Poland’s Lights Dim and the Ukraine’s Endless Melancholy have been busy since they were last reviewed here at ACL, releasing a series of small-run, beautifully designed EPs. (Lights Dim: please make a third edition of Moon!) Each act borders on ambience, but Lights Dim adds a touch of post-rock, while Endless Melancholy verges on modern composition. The two artists have now combined their talents for an EP.
The Soft Steps EP begins by focusing on the piano of Oleksil Sakevych (Endless Melancholy). The first note takes 33 seconds to arrive, entering only after the “Bed of Moss” (actually a bed of electronics) has been made. When light strings enter, we realize that the pianist is not alone. Then Lights Dim (Marek Kaminski) echoes his notes with post-rock guitar, and each performer benefits as a result. Finally, a military drum ~ soft steps, indeed, but confident. “Piano no Mori” (nice pun) adds birdsong, which is obvious but effective. But the album’s highlight is “As They Grow”, which mimics its title by doing just that. The piano is joined first by tender violin, then tentative glockenspiel, then triumphant guitar, leading to a satisfying climax.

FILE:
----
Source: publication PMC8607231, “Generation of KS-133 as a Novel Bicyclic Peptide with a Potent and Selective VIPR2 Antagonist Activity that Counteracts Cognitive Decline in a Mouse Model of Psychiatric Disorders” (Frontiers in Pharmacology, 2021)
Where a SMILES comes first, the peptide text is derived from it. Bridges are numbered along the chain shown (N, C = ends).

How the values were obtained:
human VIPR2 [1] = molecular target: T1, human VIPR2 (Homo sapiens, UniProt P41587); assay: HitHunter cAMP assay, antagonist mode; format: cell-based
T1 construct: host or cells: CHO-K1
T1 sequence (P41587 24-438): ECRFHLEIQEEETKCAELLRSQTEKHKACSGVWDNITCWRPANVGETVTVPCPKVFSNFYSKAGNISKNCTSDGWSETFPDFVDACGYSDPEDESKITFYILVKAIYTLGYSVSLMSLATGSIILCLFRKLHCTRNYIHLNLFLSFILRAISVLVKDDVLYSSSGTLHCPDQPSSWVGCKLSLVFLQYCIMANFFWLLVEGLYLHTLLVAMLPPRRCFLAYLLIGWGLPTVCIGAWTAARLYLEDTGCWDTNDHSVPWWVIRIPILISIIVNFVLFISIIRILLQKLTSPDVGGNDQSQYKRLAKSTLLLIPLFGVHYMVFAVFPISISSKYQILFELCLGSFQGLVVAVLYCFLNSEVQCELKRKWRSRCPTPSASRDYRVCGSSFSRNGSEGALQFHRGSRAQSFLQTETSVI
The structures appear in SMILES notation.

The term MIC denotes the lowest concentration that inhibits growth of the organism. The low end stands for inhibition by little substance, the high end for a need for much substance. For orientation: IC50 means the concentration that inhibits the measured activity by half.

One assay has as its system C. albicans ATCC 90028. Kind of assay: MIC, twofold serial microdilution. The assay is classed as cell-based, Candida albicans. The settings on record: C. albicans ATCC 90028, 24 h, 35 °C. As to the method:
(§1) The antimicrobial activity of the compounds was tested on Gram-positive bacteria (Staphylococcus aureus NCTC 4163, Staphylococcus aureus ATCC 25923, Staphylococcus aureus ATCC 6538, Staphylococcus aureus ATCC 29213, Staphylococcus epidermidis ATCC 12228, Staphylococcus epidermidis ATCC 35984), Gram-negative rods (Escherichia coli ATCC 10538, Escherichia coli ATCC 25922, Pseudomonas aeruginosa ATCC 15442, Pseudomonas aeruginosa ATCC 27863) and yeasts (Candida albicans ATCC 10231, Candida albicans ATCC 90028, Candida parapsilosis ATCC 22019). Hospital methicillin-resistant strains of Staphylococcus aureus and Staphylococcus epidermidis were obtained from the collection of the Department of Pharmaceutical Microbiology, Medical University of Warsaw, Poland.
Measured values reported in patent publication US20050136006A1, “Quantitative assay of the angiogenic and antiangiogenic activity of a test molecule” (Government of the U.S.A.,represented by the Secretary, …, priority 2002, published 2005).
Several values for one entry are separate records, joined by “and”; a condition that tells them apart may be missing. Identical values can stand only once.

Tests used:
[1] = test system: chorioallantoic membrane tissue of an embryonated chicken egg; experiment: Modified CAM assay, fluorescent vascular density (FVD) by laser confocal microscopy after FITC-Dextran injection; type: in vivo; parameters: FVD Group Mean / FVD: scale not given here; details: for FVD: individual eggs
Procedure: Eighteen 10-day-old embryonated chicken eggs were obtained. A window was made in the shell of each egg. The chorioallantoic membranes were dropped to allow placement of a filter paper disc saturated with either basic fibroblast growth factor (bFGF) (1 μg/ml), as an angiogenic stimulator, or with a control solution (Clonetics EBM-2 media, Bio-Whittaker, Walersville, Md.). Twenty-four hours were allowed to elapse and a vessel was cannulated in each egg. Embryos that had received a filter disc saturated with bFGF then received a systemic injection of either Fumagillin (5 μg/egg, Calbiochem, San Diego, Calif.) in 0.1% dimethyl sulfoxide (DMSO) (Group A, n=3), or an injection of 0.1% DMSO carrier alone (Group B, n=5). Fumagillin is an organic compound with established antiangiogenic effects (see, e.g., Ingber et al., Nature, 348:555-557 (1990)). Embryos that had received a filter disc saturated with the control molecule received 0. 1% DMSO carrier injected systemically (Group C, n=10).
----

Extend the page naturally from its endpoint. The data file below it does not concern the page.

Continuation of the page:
This team-up apparently worked so well that Sakevych didn’t want it to end; Epilogue‘s opening track continues the collaboration. Linear Bells, EUS and Creation VI also grace single tracks, lending them additional vitality. Sakevych has learned the value of a fuller sound; as beautiful as his piano may be, it works even better when presented both alone and adorned. We loved the solo Five Songs EP, and two of the tracks appear here in slightly abbreviated versions: the EP’s opener and closer, “We Have Met Before” and “Nostalgia”. “We Have Met Before” now boasts strings in the final minute, which completely changes its trajectory and mood. Both versions are indispensable.
“As the Sun Quietly Sets and the Seashore Falls Asleep” is the most ambitious piece that Sakevych has ever tried, and the title betrays its post-rock ambitions. Bass and drums add depth, and by the ivory switch at 4:27, it sounds more like the work of a band with piano than that of a solo artist. The descent begins only a minute later, but continues until the 8th minute, brave and unexpected. It’s the best track on here, and this experimentation increases our respect for the performer. The guest stars are great (and we suggested such a thing a couple reviews back), but the top story is that Sakevych is stretching his own boundaries as well; to date, all of his decisions have been wise. (Richard Allen)